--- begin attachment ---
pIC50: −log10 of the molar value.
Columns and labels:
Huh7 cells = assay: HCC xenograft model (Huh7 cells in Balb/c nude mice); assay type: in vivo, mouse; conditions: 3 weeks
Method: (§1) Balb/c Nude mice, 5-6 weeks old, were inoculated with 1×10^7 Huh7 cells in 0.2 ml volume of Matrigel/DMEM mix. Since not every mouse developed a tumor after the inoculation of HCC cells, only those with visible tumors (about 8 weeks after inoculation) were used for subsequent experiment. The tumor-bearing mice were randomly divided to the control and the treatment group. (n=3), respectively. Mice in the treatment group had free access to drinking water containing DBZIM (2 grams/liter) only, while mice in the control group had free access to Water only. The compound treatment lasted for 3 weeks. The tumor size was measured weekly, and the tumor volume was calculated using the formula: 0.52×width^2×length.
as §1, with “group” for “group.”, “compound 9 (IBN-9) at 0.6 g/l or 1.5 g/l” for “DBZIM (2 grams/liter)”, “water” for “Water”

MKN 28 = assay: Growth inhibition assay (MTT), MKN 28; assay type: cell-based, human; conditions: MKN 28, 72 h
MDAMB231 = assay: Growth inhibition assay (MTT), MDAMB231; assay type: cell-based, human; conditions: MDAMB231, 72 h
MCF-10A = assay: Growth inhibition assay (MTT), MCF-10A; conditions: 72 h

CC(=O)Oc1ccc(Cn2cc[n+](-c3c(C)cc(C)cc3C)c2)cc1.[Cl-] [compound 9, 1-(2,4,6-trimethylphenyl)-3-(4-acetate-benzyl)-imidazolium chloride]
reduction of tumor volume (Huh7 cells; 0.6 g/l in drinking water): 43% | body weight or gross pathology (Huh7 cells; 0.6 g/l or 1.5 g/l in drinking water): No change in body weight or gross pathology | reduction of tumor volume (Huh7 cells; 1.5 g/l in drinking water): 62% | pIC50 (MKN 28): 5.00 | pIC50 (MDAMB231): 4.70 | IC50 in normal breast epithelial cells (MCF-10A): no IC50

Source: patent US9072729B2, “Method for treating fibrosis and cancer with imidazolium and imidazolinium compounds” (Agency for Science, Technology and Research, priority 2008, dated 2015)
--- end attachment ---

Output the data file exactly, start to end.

pIC50: −log10 of the molar value.
Columns and labels:
Huh7 cells = assay: HCC xenograft model (Huh7 cells in Balb/c nude mice); assay type: in vivo, mouse; conditions: 3 weeks
Method: (§1) Balb/c Nude mice, 5-6 weeks old, were inoculated with 1×10^7 Huh7 cells in 0.2 ml volume of Matrigel/DMEM mix. Since not every mouse developed a tumor after the inoculation of HCC cells, only those with visible tumors (about 8 weeks after inoculation) were used for subsequent experiment. The tumor-bearing mice were randomly divided to the control and the treatment group. (n=3), respectively. Mice in the treatment group had free access to drinking water containing DBZIM (2 grams/liter) only, while mice in the control group had free access to Water only. The compound treatment lasted for 3 weeks. The tumor size was measured weekly, and the tumor volume was calculated using the formula: 0.52×width^2×length.
as §1, with “group” for “group.”, “compound 9 (IBN-9) at 0.6 g/l or 1.5 g/l” for “DBZIM (2 grams/liter)”, “water” for “Water”

MKN 28 = assay: Growth inhibition assay (MTT), MKN 28; assay type: cell-based, human; conditions: MKN 28, 72 h
MDAMB231 = assay: Growth inhibition assay (MTT), MDAMB231; assay type: cell-based, human; conditions: MDAMB231, 72 h
MCF-10A = assay: Growth inhibition assay (MTT), MCF-10A; conditions: 72 h

CC(=O)Oc1ccc(Cn2cc[n+](-c3c(C)cc(C)cc3C)c2)cc1.[Cl-] [compound 9, 1-(2,4,6-trimethylphenyl)-3-(4-acetate-benzyl)-imidazolium chloride]
reduction of tumor volume (Huh7 cells; 0.6 g/l in drinking water): 43% | body weight or gross pathology (Huh7 cells; 0.6 g/l or 1.5 g/l in drinking water): No change in body weight or gross pathology | reduction of tumor volume (Huh7 cells; 1.5 g/l in drinking water): 62% | pIC50 (MKN 28): 5.00 | pIC50 (MDAMB231): 4.70 | IC50 in normal breast epithelial cells (MCF-10A): no IC50

Source: patent US9072729B2, “Method for treating fibrosis and cancer with imidazolium and imidazolinium compounds” (Agency for Science, Technology and Research, priority 2008, dated 2015)